“I think it’s better to turn CO2 into something useful,” Yu said, comparing the approach to other methods of carbon capture. “You don’t have to pump CO2 into the ground, and [the products] will last for many years.”
Engineering genes to suck up carbon
Yu and his colleagues weren’t the first to come up with the idea of using cyanobacteria to make ethylene. The process was first attempted by researchers in Japan more than a decade ago. At the time, the researchers were not able to produce ethylene reliably. When Yu read the study years later, he thought that by genetically altering a different strain with which he had worked closely (Synechocystis sp. PCC6803), he might be able to make ethylene production more consistent.
The researchers are able to make ethylene from algae by altering a part of the organism’s metabolism called the tricarboxylic acid (TCA) cycle, which is involved in biosynthesis and energy production. In genetically unaltered blue-green algae, the cycle can only take in a relatively small fraction, or 13 percent, of the 2 to 3 percent of fixed CO2. But in Yu’s lab, the algae are able to send three times more carbon to the TCA cycle and emit 10 percent of the fixed carbon dioxide as ethylene—at a rate of 35 milligrams per liter per hour. That might not sound like very much, but it represents a thousandfold increase in productivity since he first began working with the cyanobacteria in 2010. By the end of this year, Yu is aiming to increase that productivity to 50 milligrams.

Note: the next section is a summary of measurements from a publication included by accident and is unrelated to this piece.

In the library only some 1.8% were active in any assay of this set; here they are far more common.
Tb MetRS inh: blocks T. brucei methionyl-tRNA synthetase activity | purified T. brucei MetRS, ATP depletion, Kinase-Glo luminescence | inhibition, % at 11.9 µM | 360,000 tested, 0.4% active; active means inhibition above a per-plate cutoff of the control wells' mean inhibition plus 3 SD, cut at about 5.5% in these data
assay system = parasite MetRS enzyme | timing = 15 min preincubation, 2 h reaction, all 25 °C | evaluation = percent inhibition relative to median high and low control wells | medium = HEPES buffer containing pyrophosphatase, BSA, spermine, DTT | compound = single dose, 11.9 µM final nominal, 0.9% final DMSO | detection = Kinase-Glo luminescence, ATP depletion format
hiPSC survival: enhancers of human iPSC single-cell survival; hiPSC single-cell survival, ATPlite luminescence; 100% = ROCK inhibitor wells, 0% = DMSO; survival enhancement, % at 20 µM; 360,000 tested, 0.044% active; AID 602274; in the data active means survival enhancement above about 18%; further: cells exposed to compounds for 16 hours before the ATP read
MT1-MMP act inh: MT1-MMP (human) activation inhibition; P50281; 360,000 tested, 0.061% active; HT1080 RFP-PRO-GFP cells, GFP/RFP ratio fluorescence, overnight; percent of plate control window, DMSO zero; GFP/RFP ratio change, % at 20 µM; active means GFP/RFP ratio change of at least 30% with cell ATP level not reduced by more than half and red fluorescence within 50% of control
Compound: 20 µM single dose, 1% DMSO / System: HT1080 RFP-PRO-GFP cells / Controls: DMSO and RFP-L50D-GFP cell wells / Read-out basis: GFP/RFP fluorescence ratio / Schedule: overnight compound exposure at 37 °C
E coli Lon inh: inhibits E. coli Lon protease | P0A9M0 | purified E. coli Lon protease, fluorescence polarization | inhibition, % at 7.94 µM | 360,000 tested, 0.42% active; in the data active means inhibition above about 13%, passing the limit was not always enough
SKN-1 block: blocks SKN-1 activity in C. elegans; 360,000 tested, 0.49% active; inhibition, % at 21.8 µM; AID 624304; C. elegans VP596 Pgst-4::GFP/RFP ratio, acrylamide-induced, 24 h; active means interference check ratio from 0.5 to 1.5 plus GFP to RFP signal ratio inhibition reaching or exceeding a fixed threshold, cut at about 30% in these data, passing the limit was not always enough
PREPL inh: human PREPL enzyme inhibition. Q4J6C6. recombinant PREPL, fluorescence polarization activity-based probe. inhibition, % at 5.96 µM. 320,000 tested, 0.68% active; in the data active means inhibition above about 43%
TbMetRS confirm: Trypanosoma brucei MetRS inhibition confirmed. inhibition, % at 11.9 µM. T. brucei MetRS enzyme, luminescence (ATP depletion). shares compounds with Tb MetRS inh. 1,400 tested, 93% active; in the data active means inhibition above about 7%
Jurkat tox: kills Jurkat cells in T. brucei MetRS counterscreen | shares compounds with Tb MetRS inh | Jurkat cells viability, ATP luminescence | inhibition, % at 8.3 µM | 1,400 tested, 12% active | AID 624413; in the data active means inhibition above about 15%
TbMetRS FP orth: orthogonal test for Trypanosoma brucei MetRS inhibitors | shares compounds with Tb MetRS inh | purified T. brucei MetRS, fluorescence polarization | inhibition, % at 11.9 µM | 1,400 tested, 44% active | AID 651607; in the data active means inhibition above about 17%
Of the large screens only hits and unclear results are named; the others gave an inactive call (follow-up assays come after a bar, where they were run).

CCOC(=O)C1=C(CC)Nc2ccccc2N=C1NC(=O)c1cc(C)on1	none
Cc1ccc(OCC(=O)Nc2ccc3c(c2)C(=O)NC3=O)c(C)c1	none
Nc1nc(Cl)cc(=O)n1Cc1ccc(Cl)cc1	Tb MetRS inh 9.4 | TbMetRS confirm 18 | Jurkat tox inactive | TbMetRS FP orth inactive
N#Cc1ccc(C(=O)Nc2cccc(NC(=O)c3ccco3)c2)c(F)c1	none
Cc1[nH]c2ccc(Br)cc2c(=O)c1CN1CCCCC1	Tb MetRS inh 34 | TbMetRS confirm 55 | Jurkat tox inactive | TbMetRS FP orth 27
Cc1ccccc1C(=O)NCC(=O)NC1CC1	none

“This is by no means close to the upper limit,” he said, explaining that the ultimate goal will be to convert 90 percent of fixed carbon to ethylene. “I cannot see why it cannot go higher; I haven’t run into a brick wall yet. I don’t know what would prevent that from happening, but of course it could.”
Surprisingly, even though the cyanobacteria are producing more ethylene, the organisms are still growing at the same rate as non-ethylene-producing algae. The results demonstrate that the cyanobacteria’s metabolism was much more flexible than previously thought, according to Yu.